Drive side main bearings.

Information relating to the Matchless G3 or AJS Model 16 350cc Heavyweight
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Re: Drive side main bearings.

Postby SPRIDDLER » Fri Jan 01, 2021 6:51 pm

Iron Head wrote: am unsure about the theory that crank end float can somehow be taken up by tightening the drive sprocket nut and thereby somehow sliding the crank through the inner races or by the outer races moving in the drive side crankcase housing.

My understanding is that the end float is required to avoid end loading the timing side bush. Manuals advise that to achieve that end float it may be necessary to machine the inner face of the t/s bush. I have never had to do it on rebuilding.
The end float isn't felt after the drive axle shock absorber assembly and sprocket have been fitted as tightening their retaining nut draws the axle through the main bearings' inner races.
I poke badgers with spoons.....from 2 metres.

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Re: Drive side main bearings.

Postby Iron Head » Sat Jan 02, 2021 3:11 pm

Hi Spriddler agreed about avoiding end loading the timing side bush and ways to ‘set’ a new bush correctly (my old timing side bush was fine) but what I am not understanding from reading the old manuals etc is how the tight to crank and crankcase main bearing system permits any end float/movement of the crank left or right. The new mains I fitted nipped up darned tight on the crank once cooled. I did a test with the old race and you need some heat and a puller to get ‘em off again. Also setting the bearings to perhaps allow some future drive side take up likely means the crankcase halves won’t meet properly. If there was a single race and perhaps more of a sliding fit on the crank the original instructions on taking up end float etc might work. As always just my thoughts.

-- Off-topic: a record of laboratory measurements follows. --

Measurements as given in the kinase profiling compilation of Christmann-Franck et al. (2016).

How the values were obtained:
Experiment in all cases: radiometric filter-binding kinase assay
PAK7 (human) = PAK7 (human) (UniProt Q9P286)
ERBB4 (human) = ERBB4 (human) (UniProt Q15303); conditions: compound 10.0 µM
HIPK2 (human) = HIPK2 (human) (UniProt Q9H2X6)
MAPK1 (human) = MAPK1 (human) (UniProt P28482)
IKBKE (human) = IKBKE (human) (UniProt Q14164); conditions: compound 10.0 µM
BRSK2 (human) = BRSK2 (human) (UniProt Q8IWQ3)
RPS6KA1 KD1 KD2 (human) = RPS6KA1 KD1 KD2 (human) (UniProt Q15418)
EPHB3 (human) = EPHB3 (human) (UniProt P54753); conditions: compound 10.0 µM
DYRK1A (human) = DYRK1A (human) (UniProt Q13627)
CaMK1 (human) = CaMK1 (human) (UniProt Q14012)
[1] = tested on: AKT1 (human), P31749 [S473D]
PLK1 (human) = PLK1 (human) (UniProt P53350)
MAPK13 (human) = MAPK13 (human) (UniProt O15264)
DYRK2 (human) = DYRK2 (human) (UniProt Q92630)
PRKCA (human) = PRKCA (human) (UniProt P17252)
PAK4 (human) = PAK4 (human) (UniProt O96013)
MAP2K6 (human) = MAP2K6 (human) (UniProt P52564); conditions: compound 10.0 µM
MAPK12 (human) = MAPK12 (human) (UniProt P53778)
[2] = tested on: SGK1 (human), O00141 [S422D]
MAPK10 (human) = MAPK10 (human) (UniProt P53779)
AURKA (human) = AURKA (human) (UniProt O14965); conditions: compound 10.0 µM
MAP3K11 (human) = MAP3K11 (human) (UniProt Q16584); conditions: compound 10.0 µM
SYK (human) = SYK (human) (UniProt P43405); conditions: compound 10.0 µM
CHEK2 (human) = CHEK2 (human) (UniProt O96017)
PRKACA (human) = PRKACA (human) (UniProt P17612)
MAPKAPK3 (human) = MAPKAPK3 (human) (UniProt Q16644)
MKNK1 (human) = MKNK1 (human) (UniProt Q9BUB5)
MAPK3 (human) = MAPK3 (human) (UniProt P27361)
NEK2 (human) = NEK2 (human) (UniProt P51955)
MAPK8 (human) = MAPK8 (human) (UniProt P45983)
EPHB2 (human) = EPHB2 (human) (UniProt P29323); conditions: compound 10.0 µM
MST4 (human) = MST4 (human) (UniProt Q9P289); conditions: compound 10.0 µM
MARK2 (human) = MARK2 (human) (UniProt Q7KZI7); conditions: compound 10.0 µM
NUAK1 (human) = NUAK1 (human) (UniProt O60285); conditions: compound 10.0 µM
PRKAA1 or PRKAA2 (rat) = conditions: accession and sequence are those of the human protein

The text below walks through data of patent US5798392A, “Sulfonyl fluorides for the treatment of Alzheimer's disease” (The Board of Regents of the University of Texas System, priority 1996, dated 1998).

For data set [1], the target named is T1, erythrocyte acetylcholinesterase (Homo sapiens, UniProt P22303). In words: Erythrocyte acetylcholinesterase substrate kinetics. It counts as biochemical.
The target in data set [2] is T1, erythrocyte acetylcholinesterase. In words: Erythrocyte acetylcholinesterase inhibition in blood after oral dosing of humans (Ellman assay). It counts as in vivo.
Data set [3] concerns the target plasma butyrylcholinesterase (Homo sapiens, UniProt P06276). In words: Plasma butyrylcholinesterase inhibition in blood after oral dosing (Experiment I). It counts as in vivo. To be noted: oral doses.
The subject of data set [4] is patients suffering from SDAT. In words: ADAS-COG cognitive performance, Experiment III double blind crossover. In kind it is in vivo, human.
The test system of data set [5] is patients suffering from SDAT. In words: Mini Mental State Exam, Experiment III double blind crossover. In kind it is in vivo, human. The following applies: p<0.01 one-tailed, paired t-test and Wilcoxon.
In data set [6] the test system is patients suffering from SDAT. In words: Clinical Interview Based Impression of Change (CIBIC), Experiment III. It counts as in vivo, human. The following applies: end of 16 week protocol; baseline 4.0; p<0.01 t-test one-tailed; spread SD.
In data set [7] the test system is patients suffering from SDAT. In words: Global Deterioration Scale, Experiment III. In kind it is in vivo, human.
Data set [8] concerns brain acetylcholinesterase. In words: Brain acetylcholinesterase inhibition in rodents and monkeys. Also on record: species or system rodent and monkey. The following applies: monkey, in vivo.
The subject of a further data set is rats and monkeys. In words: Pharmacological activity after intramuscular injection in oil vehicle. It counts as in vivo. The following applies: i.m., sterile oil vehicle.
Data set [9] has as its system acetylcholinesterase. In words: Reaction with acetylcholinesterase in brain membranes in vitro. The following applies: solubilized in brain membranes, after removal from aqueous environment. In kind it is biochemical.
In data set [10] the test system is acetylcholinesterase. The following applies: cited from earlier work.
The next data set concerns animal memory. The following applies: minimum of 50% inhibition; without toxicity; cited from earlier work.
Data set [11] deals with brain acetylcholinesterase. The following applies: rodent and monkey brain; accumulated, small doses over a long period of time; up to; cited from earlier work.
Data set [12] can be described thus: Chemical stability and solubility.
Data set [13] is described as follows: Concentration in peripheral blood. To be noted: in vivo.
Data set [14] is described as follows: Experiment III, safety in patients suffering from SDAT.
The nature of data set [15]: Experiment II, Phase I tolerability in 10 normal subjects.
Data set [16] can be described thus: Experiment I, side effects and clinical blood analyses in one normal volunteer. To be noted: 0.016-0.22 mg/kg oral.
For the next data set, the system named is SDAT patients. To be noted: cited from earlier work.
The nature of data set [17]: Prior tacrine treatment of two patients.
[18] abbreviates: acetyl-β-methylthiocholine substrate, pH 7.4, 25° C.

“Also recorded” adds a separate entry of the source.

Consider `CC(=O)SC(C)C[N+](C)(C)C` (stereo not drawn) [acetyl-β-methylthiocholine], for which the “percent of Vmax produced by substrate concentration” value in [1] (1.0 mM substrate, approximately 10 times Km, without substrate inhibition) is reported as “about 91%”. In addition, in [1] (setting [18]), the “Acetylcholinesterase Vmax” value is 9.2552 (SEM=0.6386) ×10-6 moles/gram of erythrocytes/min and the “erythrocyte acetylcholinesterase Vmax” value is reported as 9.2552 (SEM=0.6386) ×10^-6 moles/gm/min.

Iron Head

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Re: Drive side main bearings.

Postby SPRIDDLER » Sat Jan 02, 2021 4:36 pm

Iron Head wrote: am unsure about the theory that crank end float can somehow be taken up by tightening the drive sprocket nut and thereby somehow sliding the crank through the inner races or by the outer races moving in the drive side crankcase housing.


I think the end float requirement is only relevant during assembly and is just a check to ensure that there is end float, thus avoiding pre-load on the t/s bush.

What I am not understanding from reading the old manuals etc is how the tight to crank and crankcase main bearing system permits any end float/movement of the crank left or right.

As with your method I've also always fitted the mains in the the heated c/case and then installed the flywheel and shaft assembly. The correct end float has been there without any need for further attention although I've not found that the axle has been immovably tight (or loose) in the bearings and generally the whole assembly goes together with a satisfying 'clack' from the axle as it hits home on the inner race.
I may be having a geriatric moment but ISTR that somewhere in the depths of the manuals there's reference to the inner main bearing being a looser fit in the c/case than the outer one to facilitate moving it to obtain the required end float. On the other hand it's suggested in manuals to achieve the end float by machining the face of the t/s bush. :?
Anyway, just as long as there is some end float before the rest is fitted (s/absorber etc) it'll be fine. My only thought is that if there was too much end float the scroll on the t/s axle might not mesh 'nicely' with the oil pump plunger although if the drive axle and bearings are to spec'n and correctly installed that wouldn't happen.
I poke badgers with spoons.....from 2 metres.

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